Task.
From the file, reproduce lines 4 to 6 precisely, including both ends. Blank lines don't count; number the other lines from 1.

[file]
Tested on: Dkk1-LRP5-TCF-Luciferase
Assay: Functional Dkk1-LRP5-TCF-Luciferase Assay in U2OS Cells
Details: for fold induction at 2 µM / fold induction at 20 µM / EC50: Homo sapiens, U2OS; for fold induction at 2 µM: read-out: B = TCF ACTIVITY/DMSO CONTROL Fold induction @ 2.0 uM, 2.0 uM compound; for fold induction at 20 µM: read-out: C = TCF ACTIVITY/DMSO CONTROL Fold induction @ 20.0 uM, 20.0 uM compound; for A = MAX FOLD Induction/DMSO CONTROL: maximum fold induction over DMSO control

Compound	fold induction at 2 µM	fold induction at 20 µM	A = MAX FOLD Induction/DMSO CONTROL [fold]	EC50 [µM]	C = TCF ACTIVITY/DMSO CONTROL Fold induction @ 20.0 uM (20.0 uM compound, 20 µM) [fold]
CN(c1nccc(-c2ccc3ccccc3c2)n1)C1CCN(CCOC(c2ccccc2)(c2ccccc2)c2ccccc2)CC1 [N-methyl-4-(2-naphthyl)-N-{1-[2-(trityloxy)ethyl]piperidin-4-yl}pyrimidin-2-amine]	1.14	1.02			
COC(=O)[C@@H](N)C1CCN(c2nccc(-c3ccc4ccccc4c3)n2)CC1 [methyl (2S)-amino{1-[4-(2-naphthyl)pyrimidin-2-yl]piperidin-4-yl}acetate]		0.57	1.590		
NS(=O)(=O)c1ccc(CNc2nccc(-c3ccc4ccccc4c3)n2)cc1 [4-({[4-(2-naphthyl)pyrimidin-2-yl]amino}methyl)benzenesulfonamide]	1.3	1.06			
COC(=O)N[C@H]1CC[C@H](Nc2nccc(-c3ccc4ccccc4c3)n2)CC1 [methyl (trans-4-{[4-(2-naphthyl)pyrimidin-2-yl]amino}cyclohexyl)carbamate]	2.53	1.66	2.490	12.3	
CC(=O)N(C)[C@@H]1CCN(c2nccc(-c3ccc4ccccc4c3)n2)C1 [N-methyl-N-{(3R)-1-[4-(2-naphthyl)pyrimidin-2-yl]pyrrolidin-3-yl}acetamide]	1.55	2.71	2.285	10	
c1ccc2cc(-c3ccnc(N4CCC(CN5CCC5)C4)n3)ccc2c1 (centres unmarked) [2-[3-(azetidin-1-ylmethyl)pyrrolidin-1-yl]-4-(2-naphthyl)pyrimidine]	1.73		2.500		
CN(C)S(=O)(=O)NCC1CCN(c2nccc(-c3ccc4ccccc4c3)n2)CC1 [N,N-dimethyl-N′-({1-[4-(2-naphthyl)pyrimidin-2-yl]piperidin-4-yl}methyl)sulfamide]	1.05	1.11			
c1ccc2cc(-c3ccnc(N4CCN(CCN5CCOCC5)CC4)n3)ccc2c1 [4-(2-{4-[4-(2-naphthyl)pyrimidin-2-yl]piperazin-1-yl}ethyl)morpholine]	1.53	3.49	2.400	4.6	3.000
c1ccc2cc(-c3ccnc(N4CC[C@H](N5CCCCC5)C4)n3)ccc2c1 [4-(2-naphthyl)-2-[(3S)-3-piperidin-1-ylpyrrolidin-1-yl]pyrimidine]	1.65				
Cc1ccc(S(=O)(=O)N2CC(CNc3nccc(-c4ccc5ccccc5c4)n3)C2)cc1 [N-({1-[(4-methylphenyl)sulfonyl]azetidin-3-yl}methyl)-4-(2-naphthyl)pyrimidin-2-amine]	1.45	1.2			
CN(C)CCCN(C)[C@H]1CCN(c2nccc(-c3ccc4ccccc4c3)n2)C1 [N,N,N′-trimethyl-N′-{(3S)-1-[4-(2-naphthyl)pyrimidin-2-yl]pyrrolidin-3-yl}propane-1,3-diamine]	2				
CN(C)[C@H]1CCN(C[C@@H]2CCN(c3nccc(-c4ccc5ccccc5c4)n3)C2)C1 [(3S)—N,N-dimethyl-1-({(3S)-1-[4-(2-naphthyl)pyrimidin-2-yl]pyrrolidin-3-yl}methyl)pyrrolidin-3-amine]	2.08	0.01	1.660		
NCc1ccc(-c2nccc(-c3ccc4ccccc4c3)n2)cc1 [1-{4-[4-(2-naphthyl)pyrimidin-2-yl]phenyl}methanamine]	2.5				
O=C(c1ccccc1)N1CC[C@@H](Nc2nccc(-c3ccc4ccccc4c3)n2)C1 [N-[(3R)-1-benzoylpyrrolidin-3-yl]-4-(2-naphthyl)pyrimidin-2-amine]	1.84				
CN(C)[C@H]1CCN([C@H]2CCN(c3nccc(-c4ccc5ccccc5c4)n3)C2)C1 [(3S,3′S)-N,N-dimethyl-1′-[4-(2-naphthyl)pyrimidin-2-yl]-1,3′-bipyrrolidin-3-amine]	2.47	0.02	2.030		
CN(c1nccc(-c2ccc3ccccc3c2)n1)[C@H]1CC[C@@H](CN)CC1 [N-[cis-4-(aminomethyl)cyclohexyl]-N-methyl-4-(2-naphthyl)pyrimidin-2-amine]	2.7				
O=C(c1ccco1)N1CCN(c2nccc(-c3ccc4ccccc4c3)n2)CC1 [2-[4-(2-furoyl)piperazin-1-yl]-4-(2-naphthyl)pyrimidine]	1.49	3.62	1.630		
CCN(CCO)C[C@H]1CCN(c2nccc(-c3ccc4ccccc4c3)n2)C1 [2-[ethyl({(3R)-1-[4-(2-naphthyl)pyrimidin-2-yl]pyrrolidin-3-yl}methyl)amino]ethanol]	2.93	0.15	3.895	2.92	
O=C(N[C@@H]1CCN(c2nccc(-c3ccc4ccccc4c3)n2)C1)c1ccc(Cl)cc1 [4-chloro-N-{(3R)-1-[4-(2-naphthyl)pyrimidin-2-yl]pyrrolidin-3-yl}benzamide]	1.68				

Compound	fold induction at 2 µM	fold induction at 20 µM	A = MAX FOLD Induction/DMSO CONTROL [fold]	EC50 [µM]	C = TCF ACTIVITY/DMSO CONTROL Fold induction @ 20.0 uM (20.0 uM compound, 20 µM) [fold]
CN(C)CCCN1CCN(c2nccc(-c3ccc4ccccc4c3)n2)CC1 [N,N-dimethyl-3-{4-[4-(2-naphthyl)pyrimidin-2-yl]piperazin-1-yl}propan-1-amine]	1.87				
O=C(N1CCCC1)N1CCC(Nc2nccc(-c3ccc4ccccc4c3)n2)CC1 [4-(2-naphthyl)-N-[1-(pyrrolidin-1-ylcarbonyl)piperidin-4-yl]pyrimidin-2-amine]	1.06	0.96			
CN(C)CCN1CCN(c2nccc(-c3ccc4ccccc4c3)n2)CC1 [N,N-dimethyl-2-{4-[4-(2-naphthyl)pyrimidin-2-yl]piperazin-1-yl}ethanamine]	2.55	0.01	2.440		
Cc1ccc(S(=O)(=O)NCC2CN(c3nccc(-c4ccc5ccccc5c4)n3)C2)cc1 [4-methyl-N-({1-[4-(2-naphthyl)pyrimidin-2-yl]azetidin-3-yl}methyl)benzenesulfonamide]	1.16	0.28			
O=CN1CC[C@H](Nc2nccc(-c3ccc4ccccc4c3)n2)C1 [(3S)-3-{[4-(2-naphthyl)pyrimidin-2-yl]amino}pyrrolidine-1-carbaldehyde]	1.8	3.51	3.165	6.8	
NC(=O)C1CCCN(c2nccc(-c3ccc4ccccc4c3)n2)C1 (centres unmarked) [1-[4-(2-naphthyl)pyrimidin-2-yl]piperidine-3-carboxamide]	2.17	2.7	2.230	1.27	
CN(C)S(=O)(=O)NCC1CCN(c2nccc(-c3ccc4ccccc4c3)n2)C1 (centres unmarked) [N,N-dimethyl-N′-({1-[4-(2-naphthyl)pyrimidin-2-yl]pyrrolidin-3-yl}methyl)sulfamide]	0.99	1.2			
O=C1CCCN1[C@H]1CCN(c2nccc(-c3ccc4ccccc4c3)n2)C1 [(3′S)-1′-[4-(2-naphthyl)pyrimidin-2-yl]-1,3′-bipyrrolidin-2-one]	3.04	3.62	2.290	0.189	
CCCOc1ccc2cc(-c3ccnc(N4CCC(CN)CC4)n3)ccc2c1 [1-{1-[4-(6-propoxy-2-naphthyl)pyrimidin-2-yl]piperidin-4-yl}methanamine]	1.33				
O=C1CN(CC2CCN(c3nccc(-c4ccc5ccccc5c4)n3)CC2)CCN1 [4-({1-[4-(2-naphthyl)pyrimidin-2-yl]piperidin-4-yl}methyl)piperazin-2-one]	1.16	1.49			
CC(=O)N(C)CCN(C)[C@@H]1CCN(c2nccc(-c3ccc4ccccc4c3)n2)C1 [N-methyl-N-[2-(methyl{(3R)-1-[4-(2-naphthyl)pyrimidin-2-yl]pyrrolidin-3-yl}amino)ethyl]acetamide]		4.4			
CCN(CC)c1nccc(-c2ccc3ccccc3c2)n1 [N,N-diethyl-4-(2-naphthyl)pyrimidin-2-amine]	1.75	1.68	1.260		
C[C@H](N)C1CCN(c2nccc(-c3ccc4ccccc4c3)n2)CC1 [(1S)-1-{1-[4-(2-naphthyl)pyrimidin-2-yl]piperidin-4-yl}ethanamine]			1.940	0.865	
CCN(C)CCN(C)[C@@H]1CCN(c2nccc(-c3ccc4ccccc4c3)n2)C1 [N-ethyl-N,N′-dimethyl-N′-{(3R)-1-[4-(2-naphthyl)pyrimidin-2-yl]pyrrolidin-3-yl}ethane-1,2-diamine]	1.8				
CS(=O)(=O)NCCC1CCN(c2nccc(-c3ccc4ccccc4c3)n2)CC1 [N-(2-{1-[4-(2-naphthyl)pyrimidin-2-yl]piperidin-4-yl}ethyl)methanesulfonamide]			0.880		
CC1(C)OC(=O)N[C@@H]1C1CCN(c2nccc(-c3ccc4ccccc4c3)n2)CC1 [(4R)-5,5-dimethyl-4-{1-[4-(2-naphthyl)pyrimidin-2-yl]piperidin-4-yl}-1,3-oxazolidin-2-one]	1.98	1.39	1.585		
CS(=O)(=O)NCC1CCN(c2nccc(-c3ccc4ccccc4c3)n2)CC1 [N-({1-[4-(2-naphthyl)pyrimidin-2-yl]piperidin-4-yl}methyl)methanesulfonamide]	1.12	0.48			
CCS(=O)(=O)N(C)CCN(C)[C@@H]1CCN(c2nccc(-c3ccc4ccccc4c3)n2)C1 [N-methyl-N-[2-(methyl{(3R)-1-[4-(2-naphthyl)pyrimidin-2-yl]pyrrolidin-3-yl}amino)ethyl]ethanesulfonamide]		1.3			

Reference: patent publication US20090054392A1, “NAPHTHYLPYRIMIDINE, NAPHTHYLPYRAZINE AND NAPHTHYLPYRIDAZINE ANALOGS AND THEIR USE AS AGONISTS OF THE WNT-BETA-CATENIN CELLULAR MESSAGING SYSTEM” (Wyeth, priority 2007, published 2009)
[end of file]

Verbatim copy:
Compound	fold induction at 2 µM	fold induction at 20 µM	A = MAX FOLD Induction/DMSO CONTROL [fold]	EC50 [µM]	C = TCF ACTIVITY/DMSO CONTROL Fold induction @ 20.0 uM (20.0 uM compound, 20 µM) [fold]
CN(c1nccc(-c2ccc3ccccc3c2)n1)C1CCN(CCOC(c2ccccc2)(c2ccccc2)c2ccccc2)CC1 [N-methyl-4-(2-naphthyl)-N-{1-[2-(trityloxy)ethyl]piperidin-4-yl}pyrimidin-2-amine]	1.14	1.02			
COC(=O)[C@@H](N)C1CCN(c2nccc(-c3ccc4ccccc4c3)n2)CC1 [methyl (2S)-amino{1-[4-(2-naphthyl)pyrimidin-2-yl]piperidin-4-yl}acetate]		0.57	1.590		